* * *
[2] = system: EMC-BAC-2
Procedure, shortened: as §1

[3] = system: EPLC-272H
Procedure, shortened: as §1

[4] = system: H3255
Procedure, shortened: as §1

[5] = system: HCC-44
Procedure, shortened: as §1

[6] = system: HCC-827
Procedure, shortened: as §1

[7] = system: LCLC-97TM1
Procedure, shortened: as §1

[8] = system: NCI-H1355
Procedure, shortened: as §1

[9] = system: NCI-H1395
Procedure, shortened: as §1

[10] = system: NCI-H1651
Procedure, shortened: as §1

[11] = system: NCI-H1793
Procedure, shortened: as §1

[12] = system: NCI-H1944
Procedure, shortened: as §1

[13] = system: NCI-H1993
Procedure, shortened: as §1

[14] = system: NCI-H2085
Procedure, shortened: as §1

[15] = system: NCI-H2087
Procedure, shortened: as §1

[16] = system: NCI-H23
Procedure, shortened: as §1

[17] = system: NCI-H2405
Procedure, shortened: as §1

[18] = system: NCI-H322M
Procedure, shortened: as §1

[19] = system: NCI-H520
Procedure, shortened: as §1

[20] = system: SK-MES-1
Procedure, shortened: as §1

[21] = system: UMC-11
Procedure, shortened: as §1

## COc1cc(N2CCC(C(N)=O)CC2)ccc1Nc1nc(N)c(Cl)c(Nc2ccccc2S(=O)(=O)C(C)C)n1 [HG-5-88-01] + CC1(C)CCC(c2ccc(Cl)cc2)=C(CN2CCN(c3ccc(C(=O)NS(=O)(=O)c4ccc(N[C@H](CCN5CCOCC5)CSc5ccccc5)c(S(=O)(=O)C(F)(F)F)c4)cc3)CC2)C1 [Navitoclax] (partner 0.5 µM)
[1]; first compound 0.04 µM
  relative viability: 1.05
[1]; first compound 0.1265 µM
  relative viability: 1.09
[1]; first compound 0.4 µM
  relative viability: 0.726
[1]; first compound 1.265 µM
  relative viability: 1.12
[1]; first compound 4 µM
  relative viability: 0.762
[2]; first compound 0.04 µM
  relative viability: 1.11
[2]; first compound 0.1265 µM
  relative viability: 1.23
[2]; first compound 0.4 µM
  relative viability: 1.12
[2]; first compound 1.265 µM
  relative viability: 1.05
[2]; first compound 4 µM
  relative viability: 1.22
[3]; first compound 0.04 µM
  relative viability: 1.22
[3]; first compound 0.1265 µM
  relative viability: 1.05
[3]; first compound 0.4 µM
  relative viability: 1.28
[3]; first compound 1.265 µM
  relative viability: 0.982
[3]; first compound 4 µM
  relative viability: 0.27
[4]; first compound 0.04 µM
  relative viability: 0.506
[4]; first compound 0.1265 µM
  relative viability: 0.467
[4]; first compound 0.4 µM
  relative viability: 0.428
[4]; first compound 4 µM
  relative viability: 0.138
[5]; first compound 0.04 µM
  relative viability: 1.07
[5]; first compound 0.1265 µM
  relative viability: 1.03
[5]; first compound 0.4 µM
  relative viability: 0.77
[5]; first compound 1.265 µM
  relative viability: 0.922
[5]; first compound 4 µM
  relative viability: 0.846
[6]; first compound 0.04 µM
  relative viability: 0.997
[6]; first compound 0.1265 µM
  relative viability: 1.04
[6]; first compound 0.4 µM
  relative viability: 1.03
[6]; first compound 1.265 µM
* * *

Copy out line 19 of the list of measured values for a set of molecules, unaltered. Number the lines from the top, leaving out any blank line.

[11] = system: NCI-H1793